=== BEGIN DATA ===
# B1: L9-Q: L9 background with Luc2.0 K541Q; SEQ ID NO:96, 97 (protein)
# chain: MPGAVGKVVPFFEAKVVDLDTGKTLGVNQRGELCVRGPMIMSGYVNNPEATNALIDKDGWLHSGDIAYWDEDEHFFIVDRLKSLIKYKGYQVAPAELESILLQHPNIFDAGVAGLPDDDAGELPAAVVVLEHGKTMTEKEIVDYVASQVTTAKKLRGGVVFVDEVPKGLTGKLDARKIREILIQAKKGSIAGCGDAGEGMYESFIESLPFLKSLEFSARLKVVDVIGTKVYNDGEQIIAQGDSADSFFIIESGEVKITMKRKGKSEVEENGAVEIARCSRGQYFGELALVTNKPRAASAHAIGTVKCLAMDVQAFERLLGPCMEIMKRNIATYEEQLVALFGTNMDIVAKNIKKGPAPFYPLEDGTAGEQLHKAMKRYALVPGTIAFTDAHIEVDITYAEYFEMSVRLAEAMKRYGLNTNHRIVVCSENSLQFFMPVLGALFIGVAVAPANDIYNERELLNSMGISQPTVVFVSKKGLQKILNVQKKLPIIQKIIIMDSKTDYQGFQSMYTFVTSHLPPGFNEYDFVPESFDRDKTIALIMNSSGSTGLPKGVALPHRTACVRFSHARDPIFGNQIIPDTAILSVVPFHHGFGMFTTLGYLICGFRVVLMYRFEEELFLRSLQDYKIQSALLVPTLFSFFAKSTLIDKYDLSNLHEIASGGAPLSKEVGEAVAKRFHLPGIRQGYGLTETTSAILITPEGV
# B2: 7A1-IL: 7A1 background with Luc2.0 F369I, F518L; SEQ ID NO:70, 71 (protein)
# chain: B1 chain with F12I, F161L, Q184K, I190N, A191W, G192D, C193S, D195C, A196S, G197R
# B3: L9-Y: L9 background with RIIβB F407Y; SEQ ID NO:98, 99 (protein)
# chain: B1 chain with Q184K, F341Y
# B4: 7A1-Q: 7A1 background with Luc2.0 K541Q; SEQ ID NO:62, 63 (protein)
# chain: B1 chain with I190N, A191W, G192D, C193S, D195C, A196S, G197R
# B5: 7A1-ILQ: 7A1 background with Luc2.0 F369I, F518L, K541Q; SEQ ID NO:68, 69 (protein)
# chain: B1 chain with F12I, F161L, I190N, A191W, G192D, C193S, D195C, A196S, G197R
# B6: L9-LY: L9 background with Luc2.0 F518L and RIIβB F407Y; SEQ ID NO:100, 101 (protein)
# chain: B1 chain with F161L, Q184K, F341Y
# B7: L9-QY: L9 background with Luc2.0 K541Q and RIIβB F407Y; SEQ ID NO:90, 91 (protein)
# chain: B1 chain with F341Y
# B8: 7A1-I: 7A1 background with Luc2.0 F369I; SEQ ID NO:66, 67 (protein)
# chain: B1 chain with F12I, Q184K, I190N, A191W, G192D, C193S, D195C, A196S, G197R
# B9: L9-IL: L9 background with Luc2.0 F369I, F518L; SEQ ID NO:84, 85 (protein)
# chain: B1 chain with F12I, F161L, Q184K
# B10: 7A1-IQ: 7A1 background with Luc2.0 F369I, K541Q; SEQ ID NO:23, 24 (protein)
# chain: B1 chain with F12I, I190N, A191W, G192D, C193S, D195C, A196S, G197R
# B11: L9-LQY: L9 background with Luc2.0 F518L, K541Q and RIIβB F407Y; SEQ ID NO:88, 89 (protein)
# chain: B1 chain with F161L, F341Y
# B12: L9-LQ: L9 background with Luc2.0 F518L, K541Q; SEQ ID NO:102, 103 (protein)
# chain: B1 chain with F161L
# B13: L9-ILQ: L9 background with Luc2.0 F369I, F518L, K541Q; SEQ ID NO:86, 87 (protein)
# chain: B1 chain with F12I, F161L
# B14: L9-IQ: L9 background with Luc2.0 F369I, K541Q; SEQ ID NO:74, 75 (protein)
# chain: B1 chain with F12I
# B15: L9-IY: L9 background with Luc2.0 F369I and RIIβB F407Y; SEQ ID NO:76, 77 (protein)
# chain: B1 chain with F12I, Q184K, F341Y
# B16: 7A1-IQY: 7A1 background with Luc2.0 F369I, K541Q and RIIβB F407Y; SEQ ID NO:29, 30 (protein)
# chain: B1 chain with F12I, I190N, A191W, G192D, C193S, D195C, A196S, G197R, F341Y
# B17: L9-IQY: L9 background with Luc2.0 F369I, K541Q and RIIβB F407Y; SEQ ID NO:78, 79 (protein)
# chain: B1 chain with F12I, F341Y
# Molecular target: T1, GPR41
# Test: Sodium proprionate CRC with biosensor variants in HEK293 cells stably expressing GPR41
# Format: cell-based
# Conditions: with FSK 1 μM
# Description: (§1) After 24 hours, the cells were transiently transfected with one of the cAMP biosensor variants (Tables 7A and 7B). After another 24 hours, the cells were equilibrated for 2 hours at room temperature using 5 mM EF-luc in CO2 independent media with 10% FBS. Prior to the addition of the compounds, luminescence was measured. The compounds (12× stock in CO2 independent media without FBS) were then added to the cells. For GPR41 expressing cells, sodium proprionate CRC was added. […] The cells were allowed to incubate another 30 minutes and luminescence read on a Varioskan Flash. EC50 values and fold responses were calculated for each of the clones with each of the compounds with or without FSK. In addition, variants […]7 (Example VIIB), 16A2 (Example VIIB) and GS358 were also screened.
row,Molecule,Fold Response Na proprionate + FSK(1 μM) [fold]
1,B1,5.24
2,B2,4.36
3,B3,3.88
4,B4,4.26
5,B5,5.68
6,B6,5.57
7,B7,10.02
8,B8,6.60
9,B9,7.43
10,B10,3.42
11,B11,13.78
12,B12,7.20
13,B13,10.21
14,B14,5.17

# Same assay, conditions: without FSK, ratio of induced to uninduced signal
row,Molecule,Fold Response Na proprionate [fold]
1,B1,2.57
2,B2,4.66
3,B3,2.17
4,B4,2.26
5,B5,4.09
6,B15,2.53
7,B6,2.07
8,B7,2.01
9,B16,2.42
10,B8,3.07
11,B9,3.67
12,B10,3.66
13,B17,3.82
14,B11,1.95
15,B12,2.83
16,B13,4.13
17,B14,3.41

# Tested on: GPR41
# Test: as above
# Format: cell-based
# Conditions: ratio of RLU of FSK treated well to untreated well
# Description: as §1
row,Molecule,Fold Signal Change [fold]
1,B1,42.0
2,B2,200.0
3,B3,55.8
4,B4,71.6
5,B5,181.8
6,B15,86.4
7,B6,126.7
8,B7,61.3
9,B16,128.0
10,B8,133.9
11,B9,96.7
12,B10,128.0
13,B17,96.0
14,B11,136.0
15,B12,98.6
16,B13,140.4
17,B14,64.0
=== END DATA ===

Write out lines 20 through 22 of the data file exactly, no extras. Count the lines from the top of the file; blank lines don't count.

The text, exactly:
# chain: B1 chain with F12I, I190N, A191W, G192D, C193S, D195C, A196S, G197R
# B11: L9-LQY: L9 background with Luc2.0 F518L, K541Q and RIIβB F407Y; SEQ ID NO:88, 89 (protein)
# chain: B1 chain with F161L, F341Y